With that in mind, a move away from detention could simply be part and parcel of a reduction in migration entirely, against a backdrop of further curbs on migratory and asylum systems. In other words, if countries simply refuse to accept new migrants or asylum-seekers at their borders, there will ultimately be fewer people to detain.

“If the EU moves away from detention, it will still be focused on control, control, control,” said Moreno, the Spanish attorney. “We might be avoiding detention, but that doesn’t mean providing for migrants—it could mean a shift toward deportation.” That could entail immediate deportation, a doubling down of offshore facilities like those on Ceuta and Melilla, or a hardened border approach that would curtail the number of migrants allowed onto European shores at all.

That attitude seems to underscore a new EU migration pact released in April, according to an analysis by the European Policy Centre, with a focus on hardened external borders and a stronger push to return migrants to their home countries.

France—which has progressively tightened its immigration policies since Emmanuel Macron took office in 2017—began chartering planes to deport migrants this month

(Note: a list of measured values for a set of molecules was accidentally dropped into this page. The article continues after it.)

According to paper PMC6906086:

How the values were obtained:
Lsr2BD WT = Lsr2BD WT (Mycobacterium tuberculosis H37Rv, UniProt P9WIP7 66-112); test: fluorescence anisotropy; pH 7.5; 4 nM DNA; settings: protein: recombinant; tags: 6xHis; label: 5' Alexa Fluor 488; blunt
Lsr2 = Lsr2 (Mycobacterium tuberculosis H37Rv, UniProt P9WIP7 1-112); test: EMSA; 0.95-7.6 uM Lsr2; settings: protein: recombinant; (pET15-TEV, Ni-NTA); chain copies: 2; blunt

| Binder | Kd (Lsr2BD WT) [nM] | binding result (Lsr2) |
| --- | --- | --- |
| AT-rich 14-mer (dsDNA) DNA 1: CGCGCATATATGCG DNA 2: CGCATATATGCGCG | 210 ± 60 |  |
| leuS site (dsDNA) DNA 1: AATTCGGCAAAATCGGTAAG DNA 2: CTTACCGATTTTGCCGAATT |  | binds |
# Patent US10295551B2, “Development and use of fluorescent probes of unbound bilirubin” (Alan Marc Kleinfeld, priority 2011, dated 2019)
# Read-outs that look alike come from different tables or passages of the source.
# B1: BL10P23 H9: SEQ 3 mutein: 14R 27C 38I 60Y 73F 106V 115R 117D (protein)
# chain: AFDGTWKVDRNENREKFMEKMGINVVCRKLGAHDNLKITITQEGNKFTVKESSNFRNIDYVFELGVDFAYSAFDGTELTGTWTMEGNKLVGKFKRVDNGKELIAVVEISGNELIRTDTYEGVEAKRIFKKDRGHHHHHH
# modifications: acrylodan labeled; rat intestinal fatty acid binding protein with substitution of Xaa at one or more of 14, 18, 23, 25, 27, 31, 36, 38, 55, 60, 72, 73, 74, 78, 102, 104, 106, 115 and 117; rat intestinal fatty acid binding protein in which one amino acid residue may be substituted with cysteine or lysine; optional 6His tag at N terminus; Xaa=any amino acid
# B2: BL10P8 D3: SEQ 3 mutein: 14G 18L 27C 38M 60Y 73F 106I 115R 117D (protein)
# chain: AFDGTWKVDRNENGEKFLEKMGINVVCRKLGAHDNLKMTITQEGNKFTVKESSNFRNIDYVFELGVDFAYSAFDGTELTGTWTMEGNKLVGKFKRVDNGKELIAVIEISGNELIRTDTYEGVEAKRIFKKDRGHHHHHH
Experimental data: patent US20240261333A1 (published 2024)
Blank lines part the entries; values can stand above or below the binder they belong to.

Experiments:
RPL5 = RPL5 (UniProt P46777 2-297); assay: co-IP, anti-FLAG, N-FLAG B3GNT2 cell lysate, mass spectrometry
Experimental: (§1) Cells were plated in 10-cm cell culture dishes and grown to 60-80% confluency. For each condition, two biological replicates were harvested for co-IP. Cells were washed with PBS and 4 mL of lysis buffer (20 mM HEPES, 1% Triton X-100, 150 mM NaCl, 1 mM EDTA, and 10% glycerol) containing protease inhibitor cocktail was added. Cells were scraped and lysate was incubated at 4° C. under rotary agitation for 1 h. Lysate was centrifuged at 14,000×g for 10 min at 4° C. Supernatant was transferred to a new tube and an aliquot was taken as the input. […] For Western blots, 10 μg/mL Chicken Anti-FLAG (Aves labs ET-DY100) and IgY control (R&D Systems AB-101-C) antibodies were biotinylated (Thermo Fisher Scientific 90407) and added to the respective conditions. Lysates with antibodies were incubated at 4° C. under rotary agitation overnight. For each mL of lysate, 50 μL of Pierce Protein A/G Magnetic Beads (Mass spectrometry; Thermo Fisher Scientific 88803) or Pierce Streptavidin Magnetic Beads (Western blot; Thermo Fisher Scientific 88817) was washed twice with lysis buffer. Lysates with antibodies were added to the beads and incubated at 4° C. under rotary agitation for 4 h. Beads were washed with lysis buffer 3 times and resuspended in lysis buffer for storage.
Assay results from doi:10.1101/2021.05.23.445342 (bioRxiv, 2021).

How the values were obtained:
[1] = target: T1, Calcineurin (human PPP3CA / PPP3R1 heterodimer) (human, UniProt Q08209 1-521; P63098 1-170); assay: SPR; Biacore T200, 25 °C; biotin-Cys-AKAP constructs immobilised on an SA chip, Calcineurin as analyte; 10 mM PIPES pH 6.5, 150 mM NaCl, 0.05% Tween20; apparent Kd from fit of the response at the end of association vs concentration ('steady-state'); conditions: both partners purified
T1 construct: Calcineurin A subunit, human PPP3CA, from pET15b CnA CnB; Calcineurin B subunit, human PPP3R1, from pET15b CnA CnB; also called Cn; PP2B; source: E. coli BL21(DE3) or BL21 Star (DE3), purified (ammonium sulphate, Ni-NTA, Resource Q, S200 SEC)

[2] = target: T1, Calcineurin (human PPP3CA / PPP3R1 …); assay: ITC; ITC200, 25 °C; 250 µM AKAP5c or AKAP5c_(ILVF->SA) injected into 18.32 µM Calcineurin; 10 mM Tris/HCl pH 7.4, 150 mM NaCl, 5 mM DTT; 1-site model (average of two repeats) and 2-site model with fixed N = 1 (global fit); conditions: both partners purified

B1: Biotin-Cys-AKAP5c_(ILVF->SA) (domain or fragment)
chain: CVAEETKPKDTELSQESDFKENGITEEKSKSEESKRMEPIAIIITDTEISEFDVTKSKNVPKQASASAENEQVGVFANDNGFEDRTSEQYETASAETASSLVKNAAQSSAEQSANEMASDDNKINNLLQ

Hard-line policies are already playing out on the ground, even as advocates make headway in forcing the release of detainees. In May, Hungary released 300 asylum-seekers from its so-called migrant transit zones on its borders with Serbia, which had gained notoriety for their prisonlike conditions. At the same time, it enacted legal changes to make asylum all but impossible moving forward, notably by requiring asylum-seekers to submit applications at consulates in neighboring countries.

Nationalist governments, Moreno said, “will always oppose our type of advocacy effort.” If the pandemic does force a rethink of policy, “it will lean toward preventing migrants from coming to Europe, not finding ways to provide for them.”